An individual is clearly entitled under the law to set up an antenna and record onto a DVR a copyrighted show that was broadcast over the air. But the Aereo majority rejected the view that Aereo was merely a service provider that rented an antenna and a virtual, cloud-based DVR to each of its customers. By providing antennas and a virtual, cloud-based DVR to thousands of subscribers, Aereo crossed a line between what an individual is entitled to do on his or her own and what a company is not allowed to do on a large scale, even if it is merely helping people exercise their legal rights.
Ironically, the more liberal Justices sided with the vested interests—the television broadcasters and cable companies—against the individual who wants an easy, efficient way to enjoy the free over-the-air television transmissions, while the dissenting Justices, who favored allowing individuals to take advantage of the new technology, were from the conservative end of the bench.
Aereo kept each subscriber’s signal separate and distinct from the signals of other subscribers—from the time that a signal was received by the antenna to the time that that subscriber viewed the television show. In my view, therefore, there was no “public” performance of the television show by Aereo, and Aereo should not have been treated like a cable company.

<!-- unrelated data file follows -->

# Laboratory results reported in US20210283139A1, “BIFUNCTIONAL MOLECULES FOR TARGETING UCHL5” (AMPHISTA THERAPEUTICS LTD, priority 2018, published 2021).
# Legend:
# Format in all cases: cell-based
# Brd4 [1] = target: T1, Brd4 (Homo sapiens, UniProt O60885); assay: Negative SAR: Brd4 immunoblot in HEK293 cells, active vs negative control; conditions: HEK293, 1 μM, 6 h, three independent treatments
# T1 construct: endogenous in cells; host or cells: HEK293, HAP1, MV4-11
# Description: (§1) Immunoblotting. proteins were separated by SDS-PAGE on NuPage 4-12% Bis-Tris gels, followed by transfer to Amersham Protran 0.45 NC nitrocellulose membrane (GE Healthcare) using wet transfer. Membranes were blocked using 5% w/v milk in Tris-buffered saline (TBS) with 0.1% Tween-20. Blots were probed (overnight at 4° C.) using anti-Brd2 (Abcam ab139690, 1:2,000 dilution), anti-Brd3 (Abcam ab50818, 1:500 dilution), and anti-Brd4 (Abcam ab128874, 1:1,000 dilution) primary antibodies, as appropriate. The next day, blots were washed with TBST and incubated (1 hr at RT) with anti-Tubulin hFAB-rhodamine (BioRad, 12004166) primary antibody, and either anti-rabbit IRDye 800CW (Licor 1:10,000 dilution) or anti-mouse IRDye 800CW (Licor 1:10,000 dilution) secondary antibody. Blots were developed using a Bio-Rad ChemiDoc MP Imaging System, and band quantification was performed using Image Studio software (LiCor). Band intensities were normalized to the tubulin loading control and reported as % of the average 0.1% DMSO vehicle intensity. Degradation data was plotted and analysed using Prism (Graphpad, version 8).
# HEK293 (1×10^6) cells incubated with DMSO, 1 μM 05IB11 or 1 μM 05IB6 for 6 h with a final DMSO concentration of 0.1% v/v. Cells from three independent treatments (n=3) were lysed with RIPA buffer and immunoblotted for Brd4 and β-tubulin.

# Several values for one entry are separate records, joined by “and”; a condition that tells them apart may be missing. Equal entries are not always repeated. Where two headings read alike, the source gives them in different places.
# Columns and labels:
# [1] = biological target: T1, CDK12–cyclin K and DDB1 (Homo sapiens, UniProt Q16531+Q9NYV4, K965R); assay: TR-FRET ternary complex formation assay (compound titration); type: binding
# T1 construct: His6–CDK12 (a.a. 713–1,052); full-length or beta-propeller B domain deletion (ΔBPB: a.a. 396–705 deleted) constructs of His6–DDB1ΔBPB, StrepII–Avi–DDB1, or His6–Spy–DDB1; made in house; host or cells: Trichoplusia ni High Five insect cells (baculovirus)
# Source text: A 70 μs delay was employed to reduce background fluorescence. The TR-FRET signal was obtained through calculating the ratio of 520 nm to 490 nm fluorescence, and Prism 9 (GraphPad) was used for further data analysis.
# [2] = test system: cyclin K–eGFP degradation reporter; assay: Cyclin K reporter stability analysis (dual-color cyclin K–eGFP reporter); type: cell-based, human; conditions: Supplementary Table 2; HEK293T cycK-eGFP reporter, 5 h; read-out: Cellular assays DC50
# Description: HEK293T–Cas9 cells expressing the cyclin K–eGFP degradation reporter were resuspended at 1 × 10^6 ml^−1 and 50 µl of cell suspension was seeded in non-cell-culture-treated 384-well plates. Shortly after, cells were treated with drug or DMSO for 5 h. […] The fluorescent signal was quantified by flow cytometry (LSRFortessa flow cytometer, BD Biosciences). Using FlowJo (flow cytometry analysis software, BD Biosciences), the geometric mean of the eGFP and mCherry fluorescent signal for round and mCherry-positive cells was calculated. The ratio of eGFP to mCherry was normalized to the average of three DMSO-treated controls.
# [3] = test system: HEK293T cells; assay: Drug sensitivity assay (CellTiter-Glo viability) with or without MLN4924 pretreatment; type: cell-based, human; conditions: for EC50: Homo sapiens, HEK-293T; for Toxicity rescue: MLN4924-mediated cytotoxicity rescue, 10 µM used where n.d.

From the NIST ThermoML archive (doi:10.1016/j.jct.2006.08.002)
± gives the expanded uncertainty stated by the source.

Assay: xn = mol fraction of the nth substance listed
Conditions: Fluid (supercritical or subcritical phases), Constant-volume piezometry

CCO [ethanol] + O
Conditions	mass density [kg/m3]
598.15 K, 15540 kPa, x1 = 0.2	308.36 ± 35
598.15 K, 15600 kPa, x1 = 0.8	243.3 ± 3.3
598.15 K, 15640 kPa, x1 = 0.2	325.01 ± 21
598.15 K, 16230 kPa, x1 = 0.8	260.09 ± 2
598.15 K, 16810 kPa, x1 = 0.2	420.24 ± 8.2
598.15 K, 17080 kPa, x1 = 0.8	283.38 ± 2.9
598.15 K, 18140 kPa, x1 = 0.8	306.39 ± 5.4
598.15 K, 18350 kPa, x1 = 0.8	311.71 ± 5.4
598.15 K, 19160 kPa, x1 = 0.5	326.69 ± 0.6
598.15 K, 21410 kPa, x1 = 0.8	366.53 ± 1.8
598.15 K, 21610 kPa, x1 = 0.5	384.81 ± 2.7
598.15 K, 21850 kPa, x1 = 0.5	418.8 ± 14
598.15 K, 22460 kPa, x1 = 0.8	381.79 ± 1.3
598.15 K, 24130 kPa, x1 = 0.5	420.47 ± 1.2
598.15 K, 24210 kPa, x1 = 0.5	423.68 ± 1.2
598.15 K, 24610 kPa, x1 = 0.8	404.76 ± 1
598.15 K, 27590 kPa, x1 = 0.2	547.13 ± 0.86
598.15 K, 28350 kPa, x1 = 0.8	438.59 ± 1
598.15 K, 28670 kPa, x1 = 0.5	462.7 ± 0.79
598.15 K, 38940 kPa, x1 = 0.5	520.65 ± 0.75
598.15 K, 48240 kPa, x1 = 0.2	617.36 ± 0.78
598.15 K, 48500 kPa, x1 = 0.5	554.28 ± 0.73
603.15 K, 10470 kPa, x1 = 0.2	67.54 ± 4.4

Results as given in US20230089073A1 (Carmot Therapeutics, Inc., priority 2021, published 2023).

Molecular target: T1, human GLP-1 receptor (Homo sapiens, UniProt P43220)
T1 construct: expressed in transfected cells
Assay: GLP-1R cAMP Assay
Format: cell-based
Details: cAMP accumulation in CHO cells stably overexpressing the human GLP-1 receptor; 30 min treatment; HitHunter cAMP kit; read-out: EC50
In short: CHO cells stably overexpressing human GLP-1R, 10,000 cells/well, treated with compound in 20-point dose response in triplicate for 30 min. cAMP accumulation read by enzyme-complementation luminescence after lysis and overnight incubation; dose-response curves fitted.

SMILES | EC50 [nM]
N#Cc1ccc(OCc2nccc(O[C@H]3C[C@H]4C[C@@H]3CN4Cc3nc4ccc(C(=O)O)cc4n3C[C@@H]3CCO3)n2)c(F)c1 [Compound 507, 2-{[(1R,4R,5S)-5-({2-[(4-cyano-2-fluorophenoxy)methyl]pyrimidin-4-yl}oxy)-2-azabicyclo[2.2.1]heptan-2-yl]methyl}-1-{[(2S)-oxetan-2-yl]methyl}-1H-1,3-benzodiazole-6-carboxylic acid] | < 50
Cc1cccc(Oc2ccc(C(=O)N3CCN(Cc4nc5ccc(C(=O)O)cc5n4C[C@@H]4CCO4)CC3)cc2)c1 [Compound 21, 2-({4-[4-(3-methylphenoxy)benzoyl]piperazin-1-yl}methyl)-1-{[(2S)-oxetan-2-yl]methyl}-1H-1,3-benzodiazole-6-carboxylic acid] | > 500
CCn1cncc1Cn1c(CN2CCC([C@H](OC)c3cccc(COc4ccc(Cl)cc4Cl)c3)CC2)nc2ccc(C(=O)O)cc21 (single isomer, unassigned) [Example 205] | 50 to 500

Imagine someone renting an apartment in a location where an antenna needs to be mounted on the roof of the apartment building in order to receive a good signal. That person can buy an antenna and either take the time to install the antenna on the roof or pay someone else to do so. That person can also buy a DVR to record his or her favorite television shows or, if he or she does not have the skills to set up and program the DVR, he or she may hire someone else to do that too.
Thus, this individual can easily end up spending several hundred dollars to watch the free over-the-air television broadcasts. And if the lease for the apartment is only one year, that individual may have to make another substantial outlay of money to set things up again the next year.